In any case, I expect to see a similar if not better Velasquez than we recall. Time erases memory, so it’s understandable that some can’t remember how dominant Velasquez truly was. Time also heals everything. So if Velasquez can return to the kingpin he once was, it’s likely he’ll make us all forget about the long year and 8 months he made us suffer through. Thankfully, we will be able to know one way or another in a few short days.

So, enough about the potentials, let’s breakdown the fight we’ve all been waiting for.

It’s not a surprise that Velasquez is favored by the odds makers. The only time Velasquez was the consensus underdog was when he met and defeated Brock Lesnar for the UFC heavyweight title at UFC 121. However, considering how even the striking matchup is with Werdum, it is surprising how large of a favorite Velasquez is.



In 14 professional fights, Velasquez has been outstruck just one time. We can all recall the first meeting between the champion and dos Santos when Velasquez was dropped and finished in just 64 seconds. The chances of something similar happening as such are slim to none, especially considering the news that Velasquez was hurt prior to his FOX debut. Not only has Velasquez outstruck his opponents, he’s demolished them in the process.


(Fight Providence)

Werdum will undoubtedly be Velasquez’s toughest test to date in regards to standing and exchanging. There’s no question Werdum will want to utilize the clinch and unload some of those vicious knees as we saw in his dismantling of Roy Nelson at UFC 143. In addition to the knees, Werdum will look to put power behind his leg kicks to slow Velasquez down into the later rounds, if in fact it reaches that point.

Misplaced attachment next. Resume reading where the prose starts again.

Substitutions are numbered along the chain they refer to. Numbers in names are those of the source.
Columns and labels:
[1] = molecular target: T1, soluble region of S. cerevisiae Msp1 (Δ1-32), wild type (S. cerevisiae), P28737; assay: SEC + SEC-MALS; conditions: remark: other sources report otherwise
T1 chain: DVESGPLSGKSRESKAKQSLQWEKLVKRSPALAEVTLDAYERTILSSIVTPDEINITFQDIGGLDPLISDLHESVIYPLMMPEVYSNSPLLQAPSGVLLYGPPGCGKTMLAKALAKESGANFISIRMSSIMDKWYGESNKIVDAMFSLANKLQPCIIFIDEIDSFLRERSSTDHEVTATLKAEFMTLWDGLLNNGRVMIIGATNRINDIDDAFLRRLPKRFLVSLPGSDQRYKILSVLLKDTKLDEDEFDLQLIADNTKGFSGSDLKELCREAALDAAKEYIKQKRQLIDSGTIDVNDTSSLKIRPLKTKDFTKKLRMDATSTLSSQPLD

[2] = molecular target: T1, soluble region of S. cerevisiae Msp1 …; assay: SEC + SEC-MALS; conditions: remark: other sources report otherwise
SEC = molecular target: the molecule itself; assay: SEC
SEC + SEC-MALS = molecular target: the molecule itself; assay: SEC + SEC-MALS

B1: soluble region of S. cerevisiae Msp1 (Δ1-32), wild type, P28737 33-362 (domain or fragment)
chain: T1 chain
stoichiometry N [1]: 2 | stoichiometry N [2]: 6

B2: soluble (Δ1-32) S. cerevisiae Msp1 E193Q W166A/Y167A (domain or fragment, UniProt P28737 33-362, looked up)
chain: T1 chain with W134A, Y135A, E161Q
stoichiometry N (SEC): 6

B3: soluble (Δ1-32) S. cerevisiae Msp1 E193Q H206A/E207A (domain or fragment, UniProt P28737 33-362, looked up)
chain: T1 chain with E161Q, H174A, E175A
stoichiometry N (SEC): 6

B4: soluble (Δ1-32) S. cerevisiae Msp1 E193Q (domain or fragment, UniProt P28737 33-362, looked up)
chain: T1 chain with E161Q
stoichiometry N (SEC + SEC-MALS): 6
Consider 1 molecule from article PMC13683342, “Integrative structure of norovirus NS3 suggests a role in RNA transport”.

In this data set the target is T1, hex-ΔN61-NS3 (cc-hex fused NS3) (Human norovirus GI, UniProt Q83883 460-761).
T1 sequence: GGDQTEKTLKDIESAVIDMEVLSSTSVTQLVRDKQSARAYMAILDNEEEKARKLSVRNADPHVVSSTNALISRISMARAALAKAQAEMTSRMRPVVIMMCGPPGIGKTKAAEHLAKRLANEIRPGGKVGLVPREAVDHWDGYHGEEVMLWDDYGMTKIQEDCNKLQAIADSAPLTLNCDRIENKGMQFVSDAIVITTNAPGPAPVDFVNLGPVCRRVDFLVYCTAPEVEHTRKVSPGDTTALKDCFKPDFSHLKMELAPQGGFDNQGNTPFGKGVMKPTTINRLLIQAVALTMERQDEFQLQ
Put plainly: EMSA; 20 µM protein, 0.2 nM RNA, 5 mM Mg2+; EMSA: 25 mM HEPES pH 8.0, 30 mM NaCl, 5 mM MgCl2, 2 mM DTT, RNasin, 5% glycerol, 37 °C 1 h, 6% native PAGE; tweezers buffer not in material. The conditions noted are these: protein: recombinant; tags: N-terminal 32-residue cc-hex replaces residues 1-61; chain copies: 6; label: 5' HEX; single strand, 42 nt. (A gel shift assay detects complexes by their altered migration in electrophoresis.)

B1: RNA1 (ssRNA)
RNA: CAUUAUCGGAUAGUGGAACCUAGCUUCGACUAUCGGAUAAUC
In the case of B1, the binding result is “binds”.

But as a whole, Velasquez packs too much power to be considered an underdog on his feet. His ability to use his striking to open his takedowns opportunities leaves his opponents perplexed. For this reason, one can never truly become comfortable standing with the champion.

Advantage: Velasquez


There’s not a man on this planet that wants Velasquez on top of him. If Mark Hunt was able to score a lackluster takedown on Werdum, it could be a long night for the interim champ.

As seen in nearly every fight of Velasquez’s, he’ll utilize his striking to create opportunities for the takedown. When he’s able to successfully put his opponent on their back, the vicious ground-and-pound begins. This isn’t Werdum’s first rodeo, and we’ve seen him capitalize in his position before. But, it’s unlikely Velasquez gives him any breathing room and space to create.